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Fort Lytton Historical Association

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When World War II ended in August 1945 the old Fort Lytton became redundant and was abandoned and emptied of all equipment, except fortunately two RML 64lb 6" Barbette Mounted Guns, of 1878 vintage, and four original barrels, of 1886 vintage, of the 6" RBL Disappearing Guns. The 64 pounders were stored in Brisbane and the four barrels left lying in the Fort area, two of which were at some time removed, one to Ampol Refinery, where it is now mounted in concrete at the Main Entrance, and the other to 11 Field Regiment at Dudley Street, Annerley, which is also now redundant and part of history.

After the cessation of hostilities in 1945, the old Fort was left to the wind, rain, sun and occasional grass fires, which eventually destroyed a lot of the wooden construction within the Fortress area. In 1956 Ampol purchased most of the site to build a refinery and tidied the place up. The original bridge into the Fort had been burned down, plus the buildings inside. Eventually part of the moat in front was filled in to get inside the Fort to clean it out of rank undergrowth etc. and a causeway was built and it became a sort of picnic area.

In 1988 the word went out that Ampol was to give the Fort area back to the Government as an Historic Tourist Attraction. Very quietly, on a particularly wet Saturday afternoon the same year, there was a gathering of near doddering, old ex-service WWII gunners and much younger National Parks and Wildlife personnel and a few current Army personnel. The idea being to form a Tourist Attraction, volunteer guiding groups handled by the veteran gunners, and eventually the possibility of future refurbishment of the gun emplacements.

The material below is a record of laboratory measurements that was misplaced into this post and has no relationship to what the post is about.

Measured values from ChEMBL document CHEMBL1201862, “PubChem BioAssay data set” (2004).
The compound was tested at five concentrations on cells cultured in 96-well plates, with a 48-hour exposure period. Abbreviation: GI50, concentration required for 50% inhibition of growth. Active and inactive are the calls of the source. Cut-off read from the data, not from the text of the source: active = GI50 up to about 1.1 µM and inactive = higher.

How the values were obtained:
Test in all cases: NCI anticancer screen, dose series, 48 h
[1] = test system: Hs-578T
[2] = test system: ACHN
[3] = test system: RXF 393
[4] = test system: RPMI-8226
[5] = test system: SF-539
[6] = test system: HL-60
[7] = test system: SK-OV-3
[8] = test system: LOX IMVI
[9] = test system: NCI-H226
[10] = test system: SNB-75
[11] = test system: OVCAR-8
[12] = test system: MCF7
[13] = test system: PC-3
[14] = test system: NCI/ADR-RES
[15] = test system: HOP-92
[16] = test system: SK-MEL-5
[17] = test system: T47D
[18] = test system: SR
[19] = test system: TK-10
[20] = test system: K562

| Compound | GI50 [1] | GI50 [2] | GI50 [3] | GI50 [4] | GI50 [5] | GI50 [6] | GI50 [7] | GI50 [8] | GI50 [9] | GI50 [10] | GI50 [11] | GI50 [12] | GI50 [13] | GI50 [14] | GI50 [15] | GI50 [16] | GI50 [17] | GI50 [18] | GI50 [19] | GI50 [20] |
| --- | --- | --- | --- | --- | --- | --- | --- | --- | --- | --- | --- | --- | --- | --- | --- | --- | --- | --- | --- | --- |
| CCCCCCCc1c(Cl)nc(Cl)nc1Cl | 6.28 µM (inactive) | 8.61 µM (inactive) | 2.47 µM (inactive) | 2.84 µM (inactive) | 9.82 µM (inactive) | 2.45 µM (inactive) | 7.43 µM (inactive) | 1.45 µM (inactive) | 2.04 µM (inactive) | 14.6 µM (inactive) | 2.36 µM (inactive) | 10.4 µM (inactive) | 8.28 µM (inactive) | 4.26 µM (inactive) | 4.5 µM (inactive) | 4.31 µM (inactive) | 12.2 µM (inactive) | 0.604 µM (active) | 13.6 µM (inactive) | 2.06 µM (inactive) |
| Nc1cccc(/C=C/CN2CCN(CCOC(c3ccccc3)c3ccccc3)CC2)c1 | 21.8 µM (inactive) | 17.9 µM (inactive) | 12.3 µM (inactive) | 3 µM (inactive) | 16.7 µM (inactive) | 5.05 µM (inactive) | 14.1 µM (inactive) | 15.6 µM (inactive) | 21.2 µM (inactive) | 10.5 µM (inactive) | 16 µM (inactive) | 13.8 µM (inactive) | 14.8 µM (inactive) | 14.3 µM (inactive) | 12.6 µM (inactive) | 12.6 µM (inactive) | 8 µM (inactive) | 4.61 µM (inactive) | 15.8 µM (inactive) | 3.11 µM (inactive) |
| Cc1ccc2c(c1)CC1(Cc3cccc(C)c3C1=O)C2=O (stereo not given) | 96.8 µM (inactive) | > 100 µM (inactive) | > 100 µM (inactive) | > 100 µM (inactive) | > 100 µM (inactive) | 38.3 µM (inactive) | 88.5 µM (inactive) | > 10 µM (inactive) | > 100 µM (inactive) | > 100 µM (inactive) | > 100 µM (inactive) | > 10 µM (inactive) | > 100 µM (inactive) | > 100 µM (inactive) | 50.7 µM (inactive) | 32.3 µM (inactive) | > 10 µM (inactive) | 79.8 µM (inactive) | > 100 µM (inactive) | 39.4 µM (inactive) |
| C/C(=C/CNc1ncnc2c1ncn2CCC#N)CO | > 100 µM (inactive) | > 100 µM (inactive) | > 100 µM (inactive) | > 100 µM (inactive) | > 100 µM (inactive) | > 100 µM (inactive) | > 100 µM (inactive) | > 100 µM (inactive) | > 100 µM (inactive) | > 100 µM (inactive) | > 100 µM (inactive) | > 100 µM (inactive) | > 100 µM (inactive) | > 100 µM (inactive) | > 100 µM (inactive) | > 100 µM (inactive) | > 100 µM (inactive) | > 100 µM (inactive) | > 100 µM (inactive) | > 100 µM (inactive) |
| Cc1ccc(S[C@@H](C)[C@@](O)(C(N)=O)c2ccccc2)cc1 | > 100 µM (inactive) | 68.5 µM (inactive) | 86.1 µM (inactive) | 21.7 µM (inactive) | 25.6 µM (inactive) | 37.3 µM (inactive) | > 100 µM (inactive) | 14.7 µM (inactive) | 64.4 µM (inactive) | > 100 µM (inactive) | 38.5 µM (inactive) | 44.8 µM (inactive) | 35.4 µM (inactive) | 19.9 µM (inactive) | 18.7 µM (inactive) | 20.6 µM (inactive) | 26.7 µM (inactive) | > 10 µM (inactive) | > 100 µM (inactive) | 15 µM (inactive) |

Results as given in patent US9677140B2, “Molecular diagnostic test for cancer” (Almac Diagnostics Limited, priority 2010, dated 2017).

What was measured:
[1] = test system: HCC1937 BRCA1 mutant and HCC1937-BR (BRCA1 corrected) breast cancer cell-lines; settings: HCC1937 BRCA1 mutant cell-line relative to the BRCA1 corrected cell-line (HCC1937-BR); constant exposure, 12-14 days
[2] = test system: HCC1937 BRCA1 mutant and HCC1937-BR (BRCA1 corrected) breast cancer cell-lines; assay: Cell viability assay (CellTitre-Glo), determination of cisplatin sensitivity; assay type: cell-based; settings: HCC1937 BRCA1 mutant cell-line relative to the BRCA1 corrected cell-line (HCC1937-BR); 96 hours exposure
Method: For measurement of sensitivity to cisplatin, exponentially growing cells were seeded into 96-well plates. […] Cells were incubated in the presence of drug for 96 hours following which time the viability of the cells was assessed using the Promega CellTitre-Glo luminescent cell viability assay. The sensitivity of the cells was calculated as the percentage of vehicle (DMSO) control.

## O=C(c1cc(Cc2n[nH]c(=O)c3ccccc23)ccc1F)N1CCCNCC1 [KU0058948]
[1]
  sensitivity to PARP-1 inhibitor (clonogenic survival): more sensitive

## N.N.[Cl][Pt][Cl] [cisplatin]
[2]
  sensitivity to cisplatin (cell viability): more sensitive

The old Quarantine Station Laundry was given on a loan basis, with an old refrigerator and furnished with tables and chairs by National Parks and Wildlife to be used as a Canteen and part Museum. The Museum in the Fort area was restored by the Department of Works and stocked with memorabilia. Two of the guns inside being part of the original Fort armament, one 9lb RML horse drawn field gun and a four barrelled Nordenfeldt garrison and naval gun, a so-called machine gun which was actuated manually and very effectively.